Located in the Canterbury region
There are many access points to the lake shore.
Buses run to Lincoln and Halswell from the Square. There is a bus service to Akaroa, along State Highway 75, which runs along the eastern side of Te Waihora, past Birdlings Flat.
Te Waihora experiences toxic algal blooms which are hazardous to human and animal health (especially dogs).
Be cautious around the native stinging swamp nettle (urtica perconfusa).
We strongly urge you to check the current status of the lake on the Environment Canterbury Facebook page before visiting the area.
Weather changes can have serious effects on water levels. Care is needed if going into the water.
Fires are not permitted on any reserve around Te Waihora.
Te Waihora/Lake Ellesmere is the most important wetland habitat of its type in New Zealand, providing essential habitats for a large range of bird, plant and invertebrate species. A 1990 National Water Conservation Order declared it as an outstanding wildlife habitat.
To Ngāi Tahu it represents a major mahinga kai and an important source of mana, to all New Zealanders it is an important location for both commercial and recreational activities.
Te Waihora covers about 20,000 hectares, about the same as Lake Wānaka. It is an unusual lagoon, salty and shallow, with an average depth of 1.4 metres with a maximum depth of 2.7 metres near Kaituna.. It is a brackish coastal lagoon that is termed eutrophic ie, rich in plant nutrients.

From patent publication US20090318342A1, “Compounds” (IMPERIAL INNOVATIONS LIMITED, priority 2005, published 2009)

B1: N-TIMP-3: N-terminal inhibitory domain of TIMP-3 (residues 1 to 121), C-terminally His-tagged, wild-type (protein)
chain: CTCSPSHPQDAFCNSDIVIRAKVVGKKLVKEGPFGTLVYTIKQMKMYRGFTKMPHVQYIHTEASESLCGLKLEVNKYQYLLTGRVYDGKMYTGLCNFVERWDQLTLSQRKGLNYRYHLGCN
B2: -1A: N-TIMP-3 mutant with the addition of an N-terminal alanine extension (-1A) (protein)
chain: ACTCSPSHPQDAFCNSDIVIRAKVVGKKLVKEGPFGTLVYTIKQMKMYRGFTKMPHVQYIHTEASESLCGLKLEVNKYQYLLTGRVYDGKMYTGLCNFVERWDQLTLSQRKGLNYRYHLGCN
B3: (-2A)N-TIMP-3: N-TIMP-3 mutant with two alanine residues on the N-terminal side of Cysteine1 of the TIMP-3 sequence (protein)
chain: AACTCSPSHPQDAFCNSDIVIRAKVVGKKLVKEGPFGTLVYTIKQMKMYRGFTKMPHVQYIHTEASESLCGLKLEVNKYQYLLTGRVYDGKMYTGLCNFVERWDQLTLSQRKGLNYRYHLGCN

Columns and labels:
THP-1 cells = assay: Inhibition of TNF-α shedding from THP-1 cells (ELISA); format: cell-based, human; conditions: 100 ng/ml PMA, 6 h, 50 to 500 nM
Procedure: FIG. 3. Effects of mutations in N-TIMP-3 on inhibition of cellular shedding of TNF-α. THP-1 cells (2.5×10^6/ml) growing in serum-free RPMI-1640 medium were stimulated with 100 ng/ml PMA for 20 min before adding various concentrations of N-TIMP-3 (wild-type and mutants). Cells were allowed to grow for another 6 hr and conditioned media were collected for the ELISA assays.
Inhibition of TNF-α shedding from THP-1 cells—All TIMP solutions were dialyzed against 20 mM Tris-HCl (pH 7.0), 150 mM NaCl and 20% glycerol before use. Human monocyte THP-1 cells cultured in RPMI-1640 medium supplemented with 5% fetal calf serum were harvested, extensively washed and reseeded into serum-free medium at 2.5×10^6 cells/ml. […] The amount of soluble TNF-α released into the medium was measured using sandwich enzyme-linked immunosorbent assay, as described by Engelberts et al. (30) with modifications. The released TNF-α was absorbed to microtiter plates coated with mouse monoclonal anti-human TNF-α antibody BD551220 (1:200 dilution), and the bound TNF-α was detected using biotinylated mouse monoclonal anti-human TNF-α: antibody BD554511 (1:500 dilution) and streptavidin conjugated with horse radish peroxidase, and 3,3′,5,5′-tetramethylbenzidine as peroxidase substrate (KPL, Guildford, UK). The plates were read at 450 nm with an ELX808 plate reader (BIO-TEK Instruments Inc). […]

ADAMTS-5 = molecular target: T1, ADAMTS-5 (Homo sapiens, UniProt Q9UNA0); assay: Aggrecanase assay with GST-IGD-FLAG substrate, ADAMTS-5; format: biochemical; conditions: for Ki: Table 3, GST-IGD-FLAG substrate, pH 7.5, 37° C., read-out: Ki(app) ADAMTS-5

DOC looks after approximately 35% of the margin of Te Waihora, plus other lands in the wider catchment area, the largest of which is McQueen’s Lagoon on the Halswell River/Huritini.
Te Waihora is of outstanding national and international importance for wildlife. 166 species of birds have been recorded here, including 133 indigenous species - with up to 98,000 birds on the lake at one time. At least 37 species breed in the lake and are resident during the year.
There are number of wildlife reserves around the lake: Harts Creek, Selwyn, some of which are also refuges, offering greater protection.
The lake supports a diverse range of introduced and native fish including whitebait/īnanga and tūna/eel. 43 species of fish have been recorded from Te Waihora and its tributaries, of which six are exotic species eg, trout, salmon. Basking sharks and stingrays have also been spotted in the lake at different times.
Kaitorete Spit (actually a barrier formation) is an impressive landform, about 28 km long. It was formed about 6000 years ago by gravels transported by the Rakaia River and pushed into place by the Pacific Ocean.
It’s the largest remaining area in New Zealand of native sand binder/pingao, a bright-orange plant prized for weaving. Kaitorete is also home to other threatened plants and animals, some of which are unique to this location, such as woolly head Crapspedia ‘Kaitorete’, and a flightless moth! It’s a fantastic place to spot katipo spiders and lizards too.
Te Waihora is an area of cultural, natural, historic, recreational and commercial importance to many people. To Ngāi Tahu, Te Waihora represents a major gathering place for food and natural materials and an important source of mana.
Auckland, Northland and parts of the Waikato are at Level 3. DOC huts and campsites are closed in these regions. The rest of New Zealand is at Level 2.